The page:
Monday, December 14, 2009

galerie gist amsterdam

Afbeelding toevoegen

Samuel Dorsky Museum, New Paltz, New York

an exhibition by Philippine Hoegen en Carolien Stikker

September 19 till November 22, 2009

Friday, February 20, 2009


Galerie Gist October 2009

Solo exhibition of new work

Hoegen&Stikker at the Samuel Dorsky Museum

Hoegen&Stikker, Residency (May/June 2009) and exhibition (September 2009) at the Samuel Dorsky Museum, New Paltz, New York



400 years ago the Hudson River was ‘discovered’: It received it’s name and became part of a system of identified, mapped and appropriated territories. The system, a web of borders, margins and demarcations descended upon the landscape and has covered it entirely. This web or layer consists in part of physically visible demarcations, of lines drawn on paper, documented treaties or even just oral agreements.

Dividing the Land

Hugo Grotius stated in 1625 that the sea is undividable because it is not possible to make visible borders (you can’t put up a fence at sea). He considered the use of the sea as in-exhaustive (if I sail my ship it doesn’t take away from your possibility to sail your ship) so the need for delimitation would be less urgent than on land.
Nowadays, of course, practically everything is considered exhaustible. (At sea: fish, oil etc.) We are all interdependent of each others actions, from the consumption of raw materials to pollution. Many interests are mutual and intertwined. Therefore there is a need for something more extensive than a system of borders. (This is not necessarily a symptom of modernity: the African Masai, a nomadic people, have, rather than bordered territory, an intricate web of agreements with other users and inhabitants about land use, right of passage etc.)
So this layer covering, as it were, the land, this ‘superstructure’, is as much a web of borders as a system of agreements, quotas, protocols etc. that are linked to use and function.

Quote from: The Production of Space, by Henri Lefebvre
Page 38/39 in which he defines 3 concepts of space:

Spatial practice
The spatial practice of a society secretes that society’s space; it propounds and presupposes it, in a dialectical interaction; it produces it slowly and surely as it masters and appropriates it. From the analytical standpoint, the spatial practice of a society is revealed through the deciphering of its space.
What is spatial practice under neocapitalism? It embodies a close association, within perceived space, between daily reality (daily routine) and urban reality (the routes and networks which link up the places set aside for work, ‘private’ life and leisure). This association is a paradoxical one, because it includes the most extreme separation between the places it links together. The specific spatial competence and performance of every society member can only be evaluated empirically. ‘Modern’ spatial practice might thus be defined-to take an extreme but significant case- by the daily life of a tenant in a government-subsidized high-rise housing project. Which should not be taken to mean that motorways or the politics of air transport can be left out of the picture. A spatial practice must have a certain cohesiveness, but this does not imply that it is coherent (in the sense of intellectually worked out or logically conceived).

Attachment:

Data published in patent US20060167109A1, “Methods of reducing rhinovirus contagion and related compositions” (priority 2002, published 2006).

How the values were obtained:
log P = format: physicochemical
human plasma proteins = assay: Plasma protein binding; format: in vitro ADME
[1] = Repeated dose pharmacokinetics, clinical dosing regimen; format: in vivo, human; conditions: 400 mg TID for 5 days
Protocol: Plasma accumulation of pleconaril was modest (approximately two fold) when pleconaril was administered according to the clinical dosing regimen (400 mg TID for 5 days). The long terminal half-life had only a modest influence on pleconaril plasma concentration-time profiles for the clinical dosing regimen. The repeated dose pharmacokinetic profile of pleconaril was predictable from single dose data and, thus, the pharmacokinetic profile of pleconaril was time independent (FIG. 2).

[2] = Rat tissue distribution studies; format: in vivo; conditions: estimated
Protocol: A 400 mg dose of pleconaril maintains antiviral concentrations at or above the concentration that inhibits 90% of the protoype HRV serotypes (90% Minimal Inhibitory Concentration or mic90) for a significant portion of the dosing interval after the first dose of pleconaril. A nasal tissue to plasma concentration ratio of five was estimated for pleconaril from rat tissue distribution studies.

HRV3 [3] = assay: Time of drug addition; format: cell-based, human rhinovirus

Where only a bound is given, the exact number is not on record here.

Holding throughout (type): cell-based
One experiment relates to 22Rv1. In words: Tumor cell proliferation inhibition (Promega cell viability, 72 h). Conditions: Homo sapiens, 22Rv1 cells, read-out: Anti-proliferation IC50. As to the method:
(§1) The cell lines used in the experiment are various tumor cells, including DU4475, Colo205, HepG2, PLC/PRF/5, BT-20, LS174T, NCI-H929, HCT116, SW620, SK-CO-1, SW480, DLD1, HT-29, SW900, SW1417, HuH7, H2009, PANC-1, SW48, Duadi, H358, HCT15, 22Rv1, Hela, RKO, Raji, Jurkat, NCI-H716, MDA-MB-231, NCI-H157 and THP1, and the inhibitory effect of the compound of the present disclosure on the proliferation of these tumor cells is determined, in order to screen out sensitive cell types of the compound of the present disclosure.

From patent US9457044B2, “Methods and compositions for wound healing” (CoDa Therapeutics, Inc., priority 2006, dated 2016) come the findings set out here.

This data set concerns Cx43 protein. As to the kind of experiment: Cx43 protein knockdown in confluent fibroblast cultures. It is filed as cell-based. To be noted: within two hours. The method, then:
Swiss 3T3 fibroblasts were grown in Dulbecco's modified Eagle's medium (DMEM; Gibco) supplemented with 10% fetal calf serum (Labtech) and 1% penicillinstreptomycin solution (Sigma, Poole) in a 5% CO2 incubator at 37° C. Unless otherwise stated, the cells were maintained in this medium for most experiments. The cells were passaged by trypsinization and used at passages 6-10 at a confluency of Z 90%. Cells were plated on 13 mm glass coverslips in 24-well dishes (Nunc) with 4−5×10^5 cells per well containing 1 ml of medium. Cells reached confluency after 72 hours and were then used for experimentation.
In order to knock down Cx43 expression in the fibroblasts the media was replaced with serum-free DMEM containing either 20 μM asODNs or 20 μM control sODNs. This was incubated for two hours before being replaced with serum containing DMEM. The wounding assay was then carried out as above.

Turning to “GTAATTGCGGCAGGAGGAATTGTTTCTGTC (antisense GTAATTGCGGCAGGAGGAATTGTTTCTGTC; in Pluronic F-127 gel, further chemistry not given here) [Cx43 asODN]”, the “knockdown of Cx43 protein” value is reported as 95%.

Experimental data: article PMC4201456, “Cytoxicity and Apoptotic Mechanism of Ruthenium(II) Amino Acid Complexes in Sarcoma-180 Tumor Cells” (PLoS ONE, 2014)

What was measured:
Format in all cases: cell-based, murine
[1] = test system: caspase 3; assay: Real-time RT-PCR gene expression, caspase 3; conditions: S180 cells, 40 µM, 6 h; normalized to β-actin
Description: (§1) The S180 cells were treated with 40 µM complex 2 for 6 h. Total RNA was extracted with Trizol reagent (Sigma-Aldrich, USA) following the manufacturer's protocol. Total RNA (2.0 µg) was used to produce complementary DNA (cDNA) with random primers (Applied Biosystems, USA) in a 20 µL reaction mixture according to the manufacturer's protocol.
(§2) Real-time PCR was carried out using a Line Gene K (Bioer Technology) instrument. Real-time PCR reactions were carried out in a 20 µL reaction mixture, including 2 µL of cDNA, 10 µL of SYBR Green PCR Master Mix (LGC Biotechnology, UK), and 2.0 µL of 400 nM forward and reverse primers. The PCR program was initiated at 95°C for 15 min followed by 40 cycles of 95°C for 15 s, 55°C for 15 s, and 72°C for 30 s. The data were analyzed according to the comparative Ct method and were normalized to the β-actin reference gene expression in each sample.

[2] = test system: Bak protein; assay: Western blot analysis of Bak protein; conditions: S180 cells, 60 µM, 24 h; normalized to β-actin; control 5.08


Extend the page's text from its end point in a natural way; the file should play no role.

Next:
Representations of space:
Conceptualized space, the space of scientists, planners, urbanists, technocratic sub dividers and social engineers, as of a certain type of artist with a specific bent – all of whom identify what is lived and what is perceived with what is conceived. (Arcane speculation about Numbers, with its talk of the golden number, moduli and ‘canons’, tends to perpetuate this view of matters). This is the dominant space in any society (or mode of production). Conceptions of space tend, with certain exceptions to which I shall return, towards a system of verbal (and therefore intellectually worked out) signs.

Representational spaces:
Space as directly lived through its associated images and symbols, and hence the space of ‘inhabitants’ and ‘users’, but also of some artists and perhaps of those, such as a few writers and philosophers, who describe and aspire to do no more than describe. This is the dominated – hence passively experienced – space which the imagination seeks to change and appropriate. It overlays physical space, making symbolic use of its objects. Thus representational spaces may be said, though again with certain exceptions, to tend towards more or less coherent systems of non-verbal symbols and signs.

End of Quote.

Superstructure, Survival and Undividability

Whether marked in the landscape or not, it is second nature to us to navigate this ‘more or less coherent systems of non-verbal symbols and signs’, or, as we like to call it, the superstructure, almost as though it had a physical presence. Going for a walk around the block, down the road or by the river, we are constantly aware of properties, crossing territories, abiding by agreements on where to walk, how to behave etc. etc. We have internalised the superstructure.

This internalization of the structure has to do with our dependency on it as the condition, not only for survival but for wellbeing, for freedom. One could argue that freedom is having the correct status within the structure so that the rules work in your favor, and understanding the superstructure so well that one can move safely within it and navigate it optimally.

Quote from: De Capsulaire Beschaving (The Capsuler Civilisation), by Lieven de Cauter
(our translation)
Page 89